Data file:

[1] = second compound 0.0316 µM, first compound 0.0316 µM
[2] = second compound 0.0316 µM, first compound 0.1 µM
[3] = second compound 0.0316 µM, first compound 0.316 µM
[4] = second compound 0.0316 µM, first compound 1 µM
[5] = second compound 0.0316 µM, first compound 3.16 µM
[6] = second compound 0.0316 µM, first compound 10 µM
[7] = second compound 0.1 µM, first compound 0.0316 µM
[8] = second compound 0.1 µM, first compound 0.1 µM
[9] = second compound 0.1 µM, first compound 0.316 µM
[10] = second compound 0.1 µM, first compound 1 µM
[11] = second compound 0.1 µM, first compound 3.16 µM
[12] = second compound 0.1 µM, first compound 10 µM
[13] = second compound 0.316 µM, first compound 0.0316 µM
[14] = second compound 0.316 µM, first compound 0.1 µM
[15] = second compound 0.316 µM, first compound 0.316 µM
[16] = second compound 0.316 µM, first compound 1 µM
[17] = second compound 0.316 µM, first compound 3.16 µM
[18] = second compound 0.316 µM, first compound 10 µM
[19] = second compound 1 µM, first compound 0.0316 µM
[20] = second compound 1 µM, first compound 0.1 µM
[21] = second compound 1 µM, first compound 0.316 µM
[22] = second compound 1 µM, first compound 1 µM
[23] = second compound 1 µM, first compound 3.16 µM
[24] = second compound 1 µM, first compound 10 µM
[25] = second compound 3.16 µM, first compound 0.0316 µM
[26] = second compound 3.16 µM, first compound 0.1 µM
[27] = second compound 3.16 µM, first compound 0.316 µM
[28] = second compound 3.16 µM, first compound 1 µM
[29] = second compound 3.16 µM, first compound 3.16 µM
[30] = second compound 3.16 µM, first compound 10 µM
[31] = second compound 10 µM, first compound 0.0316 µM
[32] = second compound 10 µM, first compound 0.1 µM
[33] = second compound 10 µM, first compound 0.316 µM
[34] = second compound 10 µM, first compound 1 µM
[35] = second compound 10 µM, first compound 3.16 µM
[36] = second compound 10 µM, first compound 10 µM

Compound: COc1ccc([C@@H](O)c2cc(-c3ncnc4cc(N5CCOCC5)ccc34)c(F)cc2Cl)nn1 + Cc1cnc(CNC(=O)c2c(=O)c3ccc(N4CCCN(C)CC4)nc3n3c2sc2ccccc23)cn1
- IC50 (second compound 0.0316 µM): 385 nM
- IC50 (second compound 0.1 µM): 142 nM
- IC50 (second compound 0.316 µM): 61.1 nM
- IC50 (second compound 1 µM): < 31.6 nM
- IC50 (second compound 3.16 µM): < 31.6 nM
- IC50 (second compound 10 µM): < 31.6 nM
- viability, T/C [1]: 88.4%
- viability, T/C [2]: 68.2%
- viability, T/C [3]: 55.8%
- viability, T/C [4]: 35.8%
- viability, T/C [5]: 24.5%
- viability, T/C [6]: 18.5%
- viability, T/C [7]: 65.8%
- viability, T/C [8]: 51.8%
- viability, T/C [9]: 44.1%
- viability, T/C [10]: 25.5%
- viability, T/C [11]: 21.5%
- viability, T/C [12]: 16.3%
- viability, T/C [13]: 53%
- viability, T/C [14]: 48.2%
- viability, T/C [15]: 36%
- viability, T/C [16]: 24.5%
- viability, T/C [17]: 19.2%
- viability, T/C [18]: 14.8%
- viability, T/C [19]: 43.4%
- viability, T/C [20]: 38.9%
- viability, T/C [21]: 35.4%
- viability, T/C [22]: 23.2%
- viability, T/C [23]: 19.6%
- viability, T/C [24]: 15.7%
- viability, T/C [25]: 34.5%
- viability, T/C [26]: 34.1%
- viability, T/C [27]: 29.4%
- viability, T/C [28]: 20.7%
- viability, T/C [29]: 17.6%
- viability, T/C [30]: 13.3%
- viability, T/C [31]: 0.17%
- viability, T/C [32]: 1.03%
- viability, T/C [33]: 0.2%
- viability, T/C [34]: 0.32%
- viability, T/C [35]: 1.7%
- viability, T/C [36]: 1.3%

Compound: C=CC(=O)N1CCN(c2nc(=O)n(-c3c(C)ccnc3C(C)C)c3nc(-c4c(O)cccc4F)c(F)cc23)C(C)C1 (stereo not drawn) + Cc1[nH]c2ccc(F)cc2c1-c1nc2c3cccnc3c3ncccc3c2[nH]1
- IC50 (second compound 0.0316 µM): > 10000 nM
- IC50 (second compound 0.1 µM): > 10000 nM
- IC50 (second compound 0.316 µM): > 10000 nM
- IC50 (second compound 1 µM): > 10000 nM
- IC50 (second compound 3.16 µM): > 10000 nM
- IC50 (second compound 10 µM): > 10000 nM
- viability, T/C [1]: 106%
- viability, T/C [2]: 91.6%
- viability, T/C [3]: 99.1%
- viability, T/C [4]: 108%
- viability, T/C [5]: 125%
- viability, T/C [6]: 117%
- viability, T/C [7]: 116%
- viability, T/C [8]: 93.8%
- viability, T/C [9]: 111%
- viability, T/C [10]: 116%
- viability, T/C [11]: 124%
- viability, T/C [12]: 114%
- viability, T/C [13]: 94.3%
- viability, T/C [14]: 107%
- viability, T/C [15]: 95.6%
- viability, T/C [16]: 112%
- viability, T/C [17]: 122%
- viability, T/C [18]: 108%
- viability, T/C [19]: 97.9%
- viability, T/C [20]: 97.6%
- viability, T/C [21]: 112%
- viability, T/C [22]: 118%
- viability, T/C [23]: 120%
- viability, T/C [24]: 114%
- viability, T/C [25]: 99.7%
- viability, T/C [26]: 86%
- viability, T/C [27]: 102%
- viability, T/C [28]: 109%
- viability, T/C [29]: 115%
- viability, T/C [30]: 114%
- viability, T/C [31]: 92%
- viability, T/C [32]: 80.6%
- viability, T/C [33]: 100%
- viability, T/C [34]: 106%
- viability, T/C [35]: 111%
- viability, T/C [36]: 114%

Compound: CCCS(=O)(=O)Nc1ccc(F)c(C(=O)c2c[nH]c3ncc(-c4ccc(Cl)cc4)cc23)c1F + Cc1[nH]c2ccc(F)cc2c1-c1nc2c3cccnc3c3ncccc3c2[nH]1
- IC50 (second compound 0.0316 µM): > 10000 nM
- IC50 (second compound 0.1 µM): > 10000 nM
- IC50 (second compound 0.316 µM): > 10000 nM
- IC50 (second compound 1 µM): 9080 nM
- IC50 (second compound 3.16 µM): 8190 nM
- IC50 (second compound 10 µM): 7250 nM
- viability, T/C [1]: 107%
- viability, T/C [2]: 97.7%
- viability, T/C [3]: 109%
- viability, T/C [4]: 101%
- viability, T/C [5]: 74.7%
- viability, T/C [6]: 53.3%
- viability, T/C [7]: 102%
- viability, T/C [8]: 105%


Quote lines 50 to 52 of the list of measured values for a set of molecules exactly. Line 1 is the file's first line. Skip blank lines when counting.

- viability, T/C [7]: 65.8%
- viability, T/C [8]: 51.8%
- viability, T/C [9]: 44.1%